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4.9 out of 5 stars108
4.9 out of 5 stars
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on 27 February 2007
I would recommend this book on the strength and beauty of the drawings alone, but I am happy to say that it also tells a moving, compelling story. It captures well that first encounter with a new country, the "arrival" when one is geting to know a new place, new language, new foods and trying to make sense of it all. Is this world safer than the one you've left behind? What dangers forced you to leave?

Through using elements of fantasy, it avoids an easy exoticism and prevents us from patronising the main characters -- we don't understand this world either, can't read its language, don't recognise its animals or know how its machines work. We aren't sure what is safe and what is not. We would like to believe the world is benign, but we don't know, and there seem infinite possiblities for things to go wrong. In this tension, it also captures the importance of the kindness of strangers and of fellow immigrants, whose sometimes painful back-stories are conveyed beautifully and concisely in one or two pages of images.

All this, without the use of words. A remarkable achievement.

I am an immigrant by choice, not necessity (as are many of the characters in this story), but I know what I will be giving my friends and relatives for years to come.
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Even wonder what it's like to be an immigrant moving to a new place to look for work, to see and experience a whole new world? The Arrival will tell you the story of someone who made this journey.

This beautiful book is designed like a worn out photo album from the past, not sure which past if the photo on the cover is anything of a hint. The book opens to a wall of immigrant photos, just like those you'll see in Ellis Island Museum. Several drawings of immigrant processing, passport pictures, and the "arrival hall" are based on photographs taken at Ellis Island.

The story starts with a man putting a photo of his family carefully into his luggage. It's early morning. His wife and daughter are walking him to the train station. The scene cuts to show the town he's leaving from, one that's inhabited by gigantic black tentacles. At the train station, you can see the sadness in the eyes of her daughter, who only manages to break into a sad smile when her dad pulls a paper crane from under his hat to cheer her up. They hug and bid farewell. The train leaves. The mother and girl then walk back home under the shadows of the tentacles.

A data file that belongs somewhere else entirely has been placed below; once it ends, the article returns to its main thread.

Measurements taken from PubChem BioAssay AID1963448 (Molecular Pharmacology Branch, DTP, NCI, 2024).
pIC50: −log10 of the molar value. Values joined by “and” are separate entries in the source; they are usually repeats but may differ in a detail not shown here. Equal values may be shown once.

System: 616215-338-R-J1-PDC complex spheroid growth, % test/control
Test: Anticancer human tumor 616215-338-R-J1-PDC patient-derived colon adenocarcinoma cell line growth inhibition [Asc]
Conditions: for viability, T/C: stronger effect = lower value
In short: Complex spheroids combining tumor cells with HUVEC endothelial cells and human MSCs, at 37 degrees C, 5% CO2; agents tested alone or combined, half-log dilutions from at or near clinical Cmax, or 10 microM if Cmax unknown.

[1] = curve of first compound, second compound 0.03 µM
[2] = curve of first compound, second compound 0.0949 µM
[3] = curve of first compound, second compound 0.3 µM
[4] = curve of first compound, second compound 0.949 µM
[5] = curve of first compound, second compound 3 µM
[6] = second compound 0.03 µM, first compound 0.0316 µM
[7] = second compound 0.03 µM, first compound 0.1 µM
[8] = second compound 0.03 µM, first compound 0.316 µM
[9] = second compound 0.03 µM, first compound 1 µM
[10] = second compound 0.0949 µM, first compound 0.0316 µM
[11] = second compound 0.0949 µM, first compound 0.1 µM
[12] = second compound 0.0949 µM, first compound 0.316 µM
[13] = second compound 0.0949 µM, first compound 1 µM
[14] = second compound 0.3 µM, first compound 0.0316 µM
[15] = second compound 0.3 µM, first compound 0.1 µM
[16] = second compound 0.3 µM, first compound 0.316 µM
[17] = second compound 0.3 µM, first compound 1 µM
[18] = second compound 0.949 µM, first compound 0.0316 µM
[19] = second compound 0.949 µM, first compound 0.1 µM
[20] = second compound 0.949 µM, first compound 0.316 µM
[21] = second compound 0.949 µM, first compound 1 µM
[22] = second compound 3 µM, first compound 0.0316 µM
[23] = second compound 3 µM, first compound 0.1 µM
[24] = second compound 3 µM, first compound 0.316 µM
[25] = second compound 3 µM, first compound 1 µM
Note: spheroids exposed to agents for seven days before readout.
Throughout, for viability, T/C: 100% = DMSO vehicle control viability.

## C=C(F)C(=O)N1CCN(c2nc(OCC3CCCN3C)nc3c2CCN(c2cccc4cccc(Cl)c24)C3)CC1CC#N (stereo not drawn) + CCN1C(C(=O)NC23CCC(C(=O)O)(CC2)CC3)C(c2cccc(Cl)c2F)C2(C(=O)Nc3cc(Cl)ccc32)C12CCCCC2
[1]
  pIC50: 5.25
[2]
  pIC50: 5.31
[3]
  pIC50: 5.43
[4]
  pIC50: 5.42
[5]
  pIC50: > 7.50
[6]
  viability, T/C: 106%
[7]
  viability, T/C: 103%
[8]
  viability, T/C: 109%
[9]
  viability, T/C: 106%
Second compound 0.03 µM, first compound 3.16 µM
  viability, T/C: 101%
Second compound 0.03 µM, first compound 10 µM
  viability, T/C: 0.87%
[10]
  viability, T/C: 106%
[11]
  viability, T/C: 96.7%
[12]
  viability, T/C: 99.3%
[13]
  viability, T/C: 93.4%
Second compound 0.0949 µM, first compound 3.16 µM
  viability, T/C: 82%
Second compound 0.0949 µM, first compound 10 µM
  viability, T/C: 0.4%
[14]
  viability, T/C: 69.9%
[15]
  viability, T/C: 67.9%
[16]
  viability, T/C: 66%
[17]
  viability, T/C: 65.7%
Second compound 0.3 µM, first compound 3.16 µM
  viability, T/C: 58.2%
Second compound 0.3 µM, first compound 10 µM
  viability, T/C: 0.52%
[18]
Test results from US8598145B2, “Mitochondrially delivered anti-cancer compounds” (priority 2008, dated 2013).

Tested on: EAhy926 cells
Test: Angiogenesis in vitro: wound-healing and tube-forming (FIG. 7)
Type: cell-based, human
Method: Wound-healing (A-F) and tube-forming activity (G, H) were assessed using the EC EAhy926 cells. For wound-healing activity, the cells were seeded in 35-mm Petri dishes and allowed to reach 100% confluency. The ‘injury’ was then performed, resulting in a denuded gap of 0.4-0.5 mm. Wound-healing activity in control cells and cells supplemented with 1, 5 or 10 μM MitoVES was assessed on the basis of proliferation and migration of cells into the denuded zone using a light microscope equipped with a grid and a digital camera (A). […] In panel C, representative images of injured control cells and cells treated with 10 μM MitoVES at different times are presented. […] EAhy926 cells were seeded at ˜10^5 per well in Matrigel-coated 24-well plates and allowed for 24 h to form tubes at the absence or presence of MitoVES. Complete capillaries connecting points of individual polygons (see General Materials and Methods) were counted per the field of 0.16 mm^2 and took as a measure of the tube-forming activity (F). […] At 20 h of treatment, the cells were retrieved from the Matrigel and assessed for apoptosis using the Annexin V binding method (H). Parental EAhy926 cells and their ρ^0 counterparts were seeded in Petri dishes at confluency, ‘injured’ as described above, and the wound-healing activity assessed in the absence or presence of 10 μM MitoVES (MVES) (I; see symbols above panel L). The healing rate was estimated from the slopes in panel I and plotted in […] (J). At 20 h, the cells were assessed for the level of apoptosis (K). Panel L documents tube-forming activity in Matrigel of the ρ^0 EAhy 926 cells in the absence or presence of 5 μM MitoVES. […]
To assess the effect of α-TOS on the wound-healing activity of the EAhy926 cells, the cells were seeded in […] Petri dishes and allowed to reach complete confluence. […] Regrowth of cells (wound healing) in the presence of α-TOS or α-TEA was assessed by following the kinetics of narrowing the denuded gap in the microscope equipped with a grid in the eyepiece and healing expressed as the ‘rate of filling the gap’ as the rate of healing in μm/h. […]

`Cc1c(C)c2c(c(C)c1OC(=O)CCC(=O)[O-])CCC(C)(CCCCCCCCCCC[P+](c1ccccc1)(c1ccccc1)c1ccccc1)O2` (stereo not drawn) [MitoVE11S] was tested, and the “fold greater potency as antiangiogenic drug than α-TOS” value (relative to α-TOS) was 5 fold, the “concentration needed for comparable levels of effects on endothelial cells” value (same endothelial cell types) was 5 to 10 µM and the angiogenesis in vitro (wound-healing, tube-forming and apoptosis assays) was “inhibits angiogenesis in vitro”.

You can tell the tremendous amount of research and thought put in the panels. Shaun Tan has put little nuances and details everywhere, enabling readers to fully immerse themselves in the new world feeling the sense of wonder and foreignness as a new immigrant might. When the man is in the arrival hall of the immigration building, he undergoes the health checkups, questioning by officers on the purpose of his visit before he's approved entry.

He finds his job, made new friends and we learn their stories and more of this strange world. The last act ends happily with the man inviting his wife and daughter over. Seeing the joy on their faces as they reunite is so touching. In the last panel, the girl is pointing directions for a newcomer who's lost.

My short review just barely scratches the depth of the book. It's really much deeper.

This is storytelling at its best. Every panel advances the story. No words are used, and none are needed. Shaun Tan seems to have perfected the art of visual narrative with his surrealistic imagery and believable facial expressions. This book is a fascinating eye opener in every literal sense. It's really an enjoyable read and experience.

Most highly recommended.

(There are more pictures of the book on my blog. Just visit my Amazon profile for the link.)
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on 26 January 2007
Leave those you love behind to face a fearful future. Arrive in a bewildering place - strange and uncaring. Slowly friendly strangers help you move around, make sense of bizarre food, and begin to make sense of this place. Every good person has tale to tell. Most have beautiful surreal pets too. A testament to one of the bravest acts of humanity - to leave everything behind and seek a future for you and your family in another world.

Shaun Tan has produced another work that combines the surreal with profound human experience. This is more clearly aimed at a older audience - some adults found the 'picture book' format a barrier to engaging with 'The Red Tree'. The artwork and presentation is beautifully done - the paper is detailed like aged documents - spots of mould or cracks where a picture has been kept in a pocket - give a feel of a treasured scrapbook of life-changing moments.

The book is wordless - and unlike his previous works, has many smaller drawings (some can be seen at his website). They are all pencilled with subtle colours added, giving a more sombre feel that previous works, but the story and his wonderful details quickly capture your full attention.